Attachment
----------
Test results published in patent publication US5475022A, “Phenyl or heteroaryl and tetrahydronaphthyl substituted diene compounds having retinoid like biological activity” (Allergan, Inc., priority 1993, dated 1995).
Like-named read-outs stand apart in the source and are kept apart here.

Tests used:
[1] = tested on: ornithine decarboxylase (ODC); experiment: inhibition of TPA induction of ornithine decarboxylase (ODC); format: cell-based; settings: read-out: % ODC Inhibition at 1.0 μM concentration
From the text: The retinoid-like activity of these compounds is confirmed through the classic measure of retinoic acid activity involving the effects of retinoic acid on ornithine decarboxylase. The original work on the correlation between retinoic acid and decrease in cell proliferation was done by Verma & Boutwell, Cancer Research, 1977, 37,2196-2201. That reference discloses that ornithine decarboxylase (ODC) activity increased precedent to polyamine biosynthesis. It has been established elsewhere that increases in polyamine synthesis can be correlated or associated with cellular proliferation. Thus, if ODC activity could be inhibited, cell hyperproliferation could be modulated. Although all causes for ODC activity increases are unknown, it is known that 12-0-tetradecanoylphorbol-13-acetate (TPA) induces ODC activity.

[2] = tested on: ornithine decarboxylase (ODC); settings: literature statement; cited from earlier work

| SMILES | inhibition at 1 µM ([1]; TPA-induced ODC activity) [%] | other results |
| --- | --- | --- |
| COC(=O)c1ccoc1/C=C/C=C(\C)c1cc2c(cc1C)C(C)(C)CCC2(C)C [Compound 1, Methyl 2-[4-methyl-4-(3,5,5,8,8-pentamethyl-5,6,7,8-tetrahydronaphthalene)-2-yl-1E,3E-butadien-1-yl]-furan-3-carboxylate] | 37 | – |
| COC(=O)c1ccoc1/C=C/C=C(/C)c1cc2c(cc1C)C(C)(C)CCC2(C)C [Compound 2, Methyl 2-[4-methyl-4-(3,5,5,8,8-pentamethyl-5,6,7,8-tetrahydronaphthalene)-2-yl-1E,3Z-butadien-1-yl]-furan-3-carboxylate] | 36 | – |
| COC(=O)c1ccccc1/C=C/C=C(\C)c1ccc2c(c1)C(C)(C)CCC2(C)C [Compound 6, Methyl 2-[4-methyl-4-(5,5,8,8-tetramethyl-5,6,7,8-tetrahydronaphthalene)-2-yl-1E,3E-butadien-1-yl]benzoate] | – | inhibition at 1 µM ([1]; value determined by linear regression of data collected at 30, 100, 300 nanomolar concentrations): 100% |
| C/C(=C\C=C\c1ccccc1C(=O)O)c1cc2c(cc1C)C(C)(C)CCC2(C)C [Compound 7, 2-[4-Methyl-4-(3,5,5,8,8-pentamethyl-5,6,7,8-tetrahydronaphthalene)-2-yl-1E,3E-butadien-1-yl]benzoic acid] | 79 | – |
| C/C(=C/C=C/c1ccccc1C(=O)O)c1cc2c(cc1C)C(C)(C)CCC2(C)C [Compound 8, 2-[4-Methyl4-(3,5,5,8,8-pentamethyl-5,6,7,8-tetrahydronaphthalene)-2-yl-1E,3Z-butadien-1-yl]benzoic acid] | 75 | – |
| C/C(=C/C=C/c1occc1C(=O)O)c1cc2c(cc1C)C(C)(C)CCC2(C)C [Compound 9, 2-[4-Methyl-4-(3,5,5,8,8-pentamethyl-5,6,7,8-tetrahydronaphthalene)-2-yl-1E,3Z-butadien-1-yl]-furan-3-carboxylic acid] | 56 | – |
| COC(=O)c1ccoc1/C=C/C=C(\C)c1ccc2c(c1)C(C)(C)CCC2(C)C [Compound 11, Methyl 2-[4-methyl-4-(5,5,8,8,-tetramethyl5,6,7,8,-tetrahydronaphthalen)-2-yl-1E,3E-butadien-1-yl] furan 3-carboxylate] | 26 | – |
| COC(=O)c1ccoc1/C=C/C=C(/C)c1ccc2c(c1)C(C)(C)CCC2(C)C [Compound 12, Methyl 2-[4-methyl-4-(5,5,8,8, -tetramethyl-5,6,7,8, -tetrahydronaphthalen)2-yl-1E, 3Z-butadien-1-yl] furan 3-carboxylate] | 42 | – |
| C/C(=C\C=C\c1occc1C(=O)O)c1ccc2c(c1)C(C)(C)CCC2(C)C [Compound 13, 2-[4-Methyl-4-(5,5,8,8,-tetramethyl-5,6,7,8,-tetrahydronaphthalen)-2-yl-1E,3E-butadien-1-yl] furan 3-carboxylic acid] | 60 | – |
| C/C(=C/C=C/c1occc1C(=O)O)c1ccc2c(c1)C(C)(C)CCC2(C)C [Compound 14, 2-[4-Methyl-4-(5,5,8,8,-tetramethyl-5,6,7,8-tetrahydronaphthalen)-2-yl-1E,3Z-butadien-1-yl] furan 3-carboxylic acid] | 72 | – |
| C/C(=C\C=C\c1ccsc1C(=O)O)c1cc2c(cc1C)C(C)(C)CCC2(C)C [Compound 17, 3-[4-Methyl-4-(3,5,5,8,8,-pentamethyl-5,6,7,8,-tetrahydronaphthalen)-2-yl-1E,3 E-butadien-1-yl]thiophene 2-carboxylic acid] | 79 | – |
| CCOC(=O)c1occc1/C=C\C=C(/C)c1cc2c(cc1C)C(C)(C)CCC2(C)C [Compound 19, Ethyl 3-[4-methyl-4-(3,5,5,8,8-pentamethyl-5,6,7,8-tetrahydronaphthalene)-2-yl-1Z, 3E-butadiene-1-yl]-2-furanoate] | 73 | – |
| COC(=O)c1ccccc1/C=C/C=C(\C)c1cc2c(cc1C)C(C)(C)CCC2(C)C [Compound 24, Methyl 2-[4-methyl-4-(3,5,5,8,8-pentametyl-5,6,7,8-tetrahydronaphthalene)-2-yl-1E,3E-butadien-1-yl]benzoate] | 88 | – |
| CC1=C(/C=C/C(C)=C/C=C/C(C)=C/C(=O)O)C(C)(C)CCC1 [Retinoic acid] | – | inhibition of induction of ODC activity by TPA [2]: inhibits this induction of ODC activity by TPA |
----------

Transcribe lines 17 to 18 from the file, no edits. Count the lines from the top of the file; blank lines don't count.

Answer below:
| C/C(=C\C=C\c1occc1C(=O)O)c1ccc2c(c1)C(C)(C)CCC2(C)C [Compound 13, 2-[4-Methyl-4-(5,5,8,8,-tetramethyl-5,6,7,8,-tetrahydronaphthalen)-2-yl-1E,3E-butadien-1-yl] furan 3-carboxylic acid] | 60 | – |
| C/C(=C/C=C/c1occc1C(=O)O)c1ccc2c(c1)C(C)(C)CCC2(C)C [Compound 14, 2-[4-Methyl-4-(5,5,8,8,-tetramethyl-5,6,7,8-tetrahydronaphthalen)-2-yl-1E,3Z-butadien-1-yl] furan 3-carboxylic acid] | 72 | – |